While western partners need to continue to develop respect for and acceptance of their third-world partners, these partners must also grow in their respect and acceptance of western values such as the need for careful reporting and regular accounting.
An attitude of equality is a two-way street, and can only be achieved in conjunction with the following essential ingredient.
4. Partnership avoids dominance of one over the other.
Who makes the decisions?
Who draws up policies?
Who controls the resources?
These are the questions two-thirds world leaders are asking when evaluating partnerships. If the answer is the "donor or sending agency" then there is serious doubt that this is a viable partnership.
Of course, partnership has been a gradual development, and where there has been a long history of relationships, roles have changed. Just as in a family, parents dominate during the early years of childhood, gradually releasing controls until the children achieve full maturity. And then one day they find themselves calling the children up on the phone to ask their advice about a decision they're facing in their work or about our finances—and they realize their children are adults.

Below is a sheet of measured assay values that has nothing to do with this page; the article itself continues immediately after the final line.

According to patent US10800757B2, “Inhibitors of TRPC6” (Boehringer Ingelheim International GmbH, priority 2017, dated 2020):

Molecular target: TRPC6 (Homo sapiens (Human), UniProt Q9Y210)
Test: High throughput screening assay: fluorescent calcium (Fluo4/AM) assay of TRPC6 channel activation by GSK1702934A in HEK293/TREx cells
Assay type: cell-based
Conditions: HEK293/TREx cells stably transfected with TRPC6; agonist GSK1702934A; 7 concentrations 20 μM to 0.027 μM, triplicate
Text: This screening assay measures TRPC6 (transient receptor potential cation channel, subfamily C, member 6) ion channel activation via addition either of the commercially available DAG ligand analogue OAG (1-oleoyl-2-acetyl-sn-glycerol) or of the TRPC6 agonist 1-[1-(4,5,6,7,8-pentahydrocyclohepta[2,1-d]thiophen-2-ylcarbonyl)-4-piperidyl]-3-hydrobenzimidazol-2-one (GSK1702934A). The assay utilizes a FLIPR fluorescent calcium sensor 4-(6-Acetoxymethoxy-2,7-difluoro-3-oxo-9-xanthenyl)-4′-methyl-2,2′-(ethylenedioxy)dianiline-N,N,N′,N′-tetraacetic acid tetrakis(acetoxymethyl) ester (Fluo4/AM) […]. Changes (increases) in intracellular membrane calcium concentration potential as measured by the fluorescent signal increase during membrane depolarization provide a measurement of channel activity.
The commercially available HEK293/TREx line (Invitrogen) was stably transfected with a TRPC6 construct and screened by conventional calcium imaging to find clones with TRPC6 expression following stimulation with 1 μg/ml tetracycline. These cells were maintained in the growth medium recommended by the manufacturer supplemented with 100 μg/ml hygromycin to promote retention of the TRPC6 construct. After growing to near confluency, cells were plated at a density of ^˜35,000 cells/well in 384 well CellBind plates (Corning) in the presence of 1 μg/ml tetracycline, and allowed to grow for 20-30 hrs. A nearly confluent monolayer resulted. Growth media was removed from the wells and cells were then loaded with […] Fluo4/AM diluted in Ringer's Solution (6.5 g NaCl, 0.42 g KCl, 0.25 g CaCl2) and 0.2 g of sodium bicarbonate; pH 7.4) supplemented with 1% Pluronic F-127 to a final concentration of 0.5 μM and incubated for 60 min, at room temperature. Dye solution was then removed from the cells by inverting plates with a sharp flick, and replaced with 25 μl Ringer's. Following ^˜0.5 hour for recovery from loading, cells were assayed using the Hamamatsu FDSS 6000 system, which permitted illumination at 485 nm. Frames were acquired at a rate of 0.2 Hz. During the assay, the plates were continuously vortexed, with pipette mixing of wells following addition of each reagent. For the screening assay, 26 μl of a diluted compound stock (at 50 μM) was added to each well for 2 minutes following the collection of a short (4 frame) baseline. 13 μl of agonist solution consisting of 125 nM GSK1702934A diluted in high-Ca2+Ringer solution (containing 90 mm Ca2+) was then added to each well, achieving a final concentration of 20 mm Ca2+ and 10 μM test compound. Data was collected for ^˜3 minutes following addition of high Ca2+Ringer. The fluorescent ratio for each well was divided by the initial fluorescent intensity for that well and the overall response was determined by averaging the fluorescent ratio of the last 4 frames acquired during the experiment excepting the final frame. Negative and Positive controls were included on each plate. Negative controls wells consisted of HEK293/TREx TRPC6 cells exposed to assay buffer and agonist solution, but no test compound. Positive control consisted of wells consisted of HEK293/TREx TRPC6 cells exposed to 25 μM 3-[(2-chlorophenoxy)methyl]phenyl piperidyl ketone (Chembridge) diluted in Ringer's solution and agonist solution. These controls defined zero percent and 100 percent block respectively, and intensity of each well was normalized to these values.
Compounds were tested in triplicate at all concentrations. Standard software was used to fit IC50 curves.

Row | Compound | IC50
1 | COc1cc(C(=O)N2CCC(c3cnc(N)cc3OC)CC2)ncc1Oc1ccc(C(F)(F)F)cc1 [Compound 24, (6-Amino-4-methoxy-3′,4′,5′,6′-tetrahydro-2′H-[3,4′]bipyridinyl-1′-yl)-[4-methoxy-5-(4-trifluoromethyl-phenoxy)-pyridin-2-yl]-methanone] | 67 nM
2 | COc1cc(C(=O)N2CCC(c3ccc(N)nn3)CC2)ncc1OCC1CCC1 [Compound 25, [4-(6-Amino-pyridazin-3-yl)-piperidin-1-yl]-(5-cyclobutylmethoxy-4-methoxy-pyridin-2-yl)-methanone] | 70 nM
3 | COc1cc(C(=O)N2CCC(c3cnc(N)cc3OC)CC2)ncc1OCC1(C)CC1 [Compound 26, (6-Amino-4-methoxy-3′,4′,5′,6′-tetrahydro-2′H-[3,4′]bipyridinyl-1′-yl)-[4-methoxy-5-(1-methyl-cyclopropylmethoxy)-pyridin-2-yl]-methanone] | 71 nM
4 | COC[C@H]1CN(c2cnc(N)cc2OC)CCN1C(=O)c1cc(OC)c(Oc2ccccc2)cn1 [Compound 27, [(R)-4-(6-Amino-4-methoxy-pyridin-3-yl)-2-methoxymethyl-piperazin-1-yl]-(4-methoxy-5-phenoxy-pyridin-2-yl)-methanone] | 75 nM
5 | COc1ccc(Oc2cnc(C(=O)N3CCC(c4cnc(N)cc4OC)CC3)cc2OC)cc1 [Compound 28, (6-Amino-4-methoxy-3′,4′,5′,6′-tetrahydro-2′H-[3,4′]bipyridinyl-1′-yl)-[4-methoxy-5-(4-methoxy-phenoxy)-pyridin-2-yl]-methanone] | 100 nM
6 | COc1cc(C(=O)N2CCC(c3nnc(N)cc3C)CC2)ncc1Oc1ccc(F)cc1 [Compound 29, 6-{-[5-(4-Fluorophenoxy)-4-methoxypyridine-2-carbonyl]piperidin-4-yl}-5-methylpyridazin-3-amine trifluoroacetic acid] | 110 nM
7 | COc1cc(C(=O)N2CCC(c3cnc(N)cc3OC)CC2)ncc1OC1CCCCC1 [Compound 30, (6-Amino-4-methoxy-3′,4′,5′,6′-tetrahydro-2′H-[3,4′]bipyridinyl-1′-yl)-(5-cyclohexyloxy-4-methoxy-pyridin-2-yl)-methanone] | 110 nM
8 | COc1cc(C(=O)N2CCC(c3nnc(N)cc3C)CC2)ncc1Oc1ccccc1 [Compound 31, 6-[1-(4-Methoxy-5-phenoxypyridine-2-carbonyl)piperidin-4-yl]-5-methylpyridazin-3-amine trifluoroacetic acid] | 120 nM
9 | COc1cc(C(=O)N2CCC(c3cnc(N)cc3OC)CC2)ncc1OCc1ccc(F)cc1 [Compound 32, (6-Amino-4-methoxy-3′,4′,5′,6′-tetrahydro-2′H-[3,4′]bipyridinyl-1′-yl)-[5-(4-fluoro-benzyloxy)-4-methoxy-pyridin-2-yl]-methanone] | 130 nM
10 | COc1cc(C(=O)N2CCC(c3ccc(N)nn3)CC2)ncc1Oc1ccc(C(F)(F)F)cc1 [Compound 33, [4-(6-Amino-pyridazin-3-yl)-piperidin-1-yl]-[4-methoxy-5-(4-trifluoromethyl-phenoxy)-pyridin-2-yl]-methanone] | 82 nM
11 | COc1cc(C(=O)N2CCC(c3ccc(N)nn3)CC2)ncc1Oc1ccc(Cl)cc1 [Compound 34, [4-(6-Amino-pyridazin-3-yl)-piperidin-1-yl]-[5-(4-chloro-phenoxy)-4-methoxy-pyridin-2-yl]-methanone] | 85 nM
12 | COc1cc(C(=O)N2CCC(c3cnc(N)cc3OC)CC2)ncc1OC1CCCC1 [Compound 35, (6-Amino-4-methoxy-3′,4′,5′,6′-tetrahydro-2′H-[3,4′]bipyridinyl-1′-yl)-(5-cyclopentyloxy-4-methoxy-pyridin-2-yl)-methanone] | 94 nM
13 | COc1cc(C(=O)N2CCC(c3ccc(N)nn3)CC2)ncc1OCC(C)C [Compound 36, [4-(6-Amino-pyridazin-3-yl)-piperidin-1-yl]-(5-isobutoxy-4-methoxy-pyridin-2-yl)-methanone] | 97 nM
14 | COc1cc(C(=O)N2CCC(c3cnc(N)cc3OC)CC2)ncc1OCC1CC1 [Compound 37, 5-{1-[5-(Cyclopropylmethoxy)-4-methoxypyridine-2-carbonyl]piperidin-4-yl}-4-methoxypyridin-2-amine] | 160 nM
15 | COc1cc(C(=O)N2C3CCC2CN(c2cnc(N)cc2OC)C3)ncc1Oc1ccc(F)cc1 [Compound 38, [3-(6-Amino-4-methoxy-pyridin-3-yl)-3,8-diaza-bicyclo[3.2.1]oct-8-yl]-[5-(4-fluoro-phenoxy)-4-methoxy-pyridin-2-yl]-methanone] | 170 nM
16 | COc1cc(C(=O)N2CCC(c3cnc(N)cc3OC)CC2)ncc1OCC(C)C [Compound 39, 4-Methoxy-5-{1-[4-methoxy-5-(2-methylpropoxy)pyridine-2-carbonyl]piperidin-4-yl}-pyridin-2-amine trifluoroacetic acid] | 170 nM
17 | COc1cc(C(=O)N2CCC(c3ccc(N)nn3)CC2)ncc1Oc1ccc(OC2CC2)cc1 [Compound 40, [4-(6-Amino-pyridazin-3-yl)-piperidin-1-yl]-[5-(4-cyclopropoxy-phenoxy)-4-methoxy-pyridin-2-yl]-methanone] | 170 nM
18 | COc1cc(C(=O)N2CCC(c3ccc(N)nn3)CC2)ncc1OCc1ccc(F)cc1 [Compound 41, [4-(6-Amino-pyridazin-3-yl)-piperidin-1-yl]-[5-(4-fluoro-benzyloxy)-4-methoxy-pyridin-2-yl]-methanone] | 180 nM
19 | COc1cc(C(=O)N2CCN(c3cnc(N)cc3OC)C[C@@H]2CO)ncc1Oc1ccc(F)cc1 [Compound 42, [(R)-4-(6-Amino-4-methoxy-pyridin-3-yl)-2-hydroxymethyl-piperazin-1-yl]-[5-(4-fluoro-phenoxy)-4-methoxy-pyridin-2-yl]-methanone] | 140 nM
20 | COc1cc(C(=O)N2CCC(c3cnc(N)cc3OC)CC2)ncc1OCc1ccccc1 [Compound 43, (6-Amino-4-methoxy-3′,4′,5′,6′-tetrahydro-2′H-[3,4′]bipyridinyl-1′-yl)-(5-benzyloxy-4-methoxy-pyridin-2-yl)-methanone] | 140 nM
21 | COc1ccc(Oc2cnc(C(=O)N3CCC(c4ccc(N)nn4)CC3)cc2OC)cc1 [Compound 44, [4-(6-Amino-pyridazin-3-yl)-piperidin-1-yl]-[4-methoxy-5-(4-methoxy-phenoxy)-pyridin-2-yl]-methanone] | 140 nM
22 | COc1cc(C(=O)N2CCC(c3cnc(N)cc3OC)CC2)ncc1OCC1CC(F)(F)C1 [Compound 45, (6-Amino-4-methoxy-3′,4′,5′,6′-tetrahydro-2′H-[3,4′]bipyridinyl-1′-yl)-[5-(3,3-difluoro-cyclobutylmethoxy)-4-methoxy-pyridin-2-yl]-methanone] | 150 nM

Unfortunately, mission history is replete with illustrations of agencies who feel their "child" is in a perpetual state of adolescence. When they did turn over churches and institutions it was a painful wrenching experience instead of joyfully unleashing them to develop their own capabilities.
You build it, you fix it
Dominance encourages dependency—in children and in ministries. In Africa a missionary put up a church building for a growing congregation. A few years later the mission superintendent visited the church and noticed that the roof was leaking badly. He didn't say anything, assuming that the elders were making plans to fix it. A year later he returned again, to find the roof in even worse state of disrepair. The missionary asked the church leaders, "Why don't you fix the roof?"
The rather shocking reply was, "You built it, you fix it."Though this is a rare instance, it does illustrate how dependency robs people of opportunity to exercise their gifts and leads to apathy.
Joint decision making at the grass roots level can be fairly easily